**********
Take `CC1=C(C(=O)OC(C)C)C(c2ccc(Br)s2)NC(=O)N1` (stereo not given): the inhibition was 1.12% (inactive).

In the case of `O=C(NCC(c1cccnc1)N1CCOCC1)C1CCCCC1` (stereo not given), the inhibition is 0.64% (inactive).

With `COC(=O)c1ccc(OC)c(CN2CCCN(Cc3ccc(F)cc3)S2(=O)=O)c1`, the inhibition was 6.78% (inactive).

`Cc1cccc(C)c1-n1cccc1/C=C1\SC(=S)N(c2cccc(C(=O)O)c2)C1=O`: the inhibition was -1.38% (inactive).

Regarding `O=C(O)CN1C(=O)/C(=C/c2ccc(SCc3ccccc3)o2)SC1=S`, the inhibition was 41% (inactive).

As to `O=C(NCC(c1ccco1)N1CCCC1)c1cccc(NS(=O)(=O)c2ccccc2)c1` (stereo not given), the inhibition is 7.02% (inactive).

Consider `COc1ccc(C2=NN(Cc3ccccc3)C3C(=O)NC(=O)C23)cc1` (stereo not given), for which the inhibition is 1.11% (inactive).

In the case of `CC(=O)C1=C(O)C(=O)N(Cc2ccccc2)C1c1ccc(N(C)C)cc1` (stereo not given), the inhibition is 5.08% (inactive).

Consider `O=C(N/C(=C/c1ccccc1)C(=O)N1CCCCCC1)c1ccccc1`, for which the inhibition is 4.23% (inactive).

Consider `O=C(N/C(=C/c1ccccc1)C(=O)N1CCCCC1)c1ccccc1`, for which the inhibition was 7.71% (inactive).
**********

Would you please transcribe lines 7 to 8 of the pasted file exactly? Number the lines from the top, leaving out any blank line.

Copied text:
Consider `COc1ccc(C2=NN(Cc3ccccc3)C3C(=O)NC(=O)C23)cc1` (stereo not given), for which the inhibition is 1.11% (inactive).

In the case of `CC(=O)C1=C(O)C(=O)N(Cc2ccccc2)C1c1ccc(N(C)C)cc1` (stereo not given), the inhibition is 5.08% (inactive).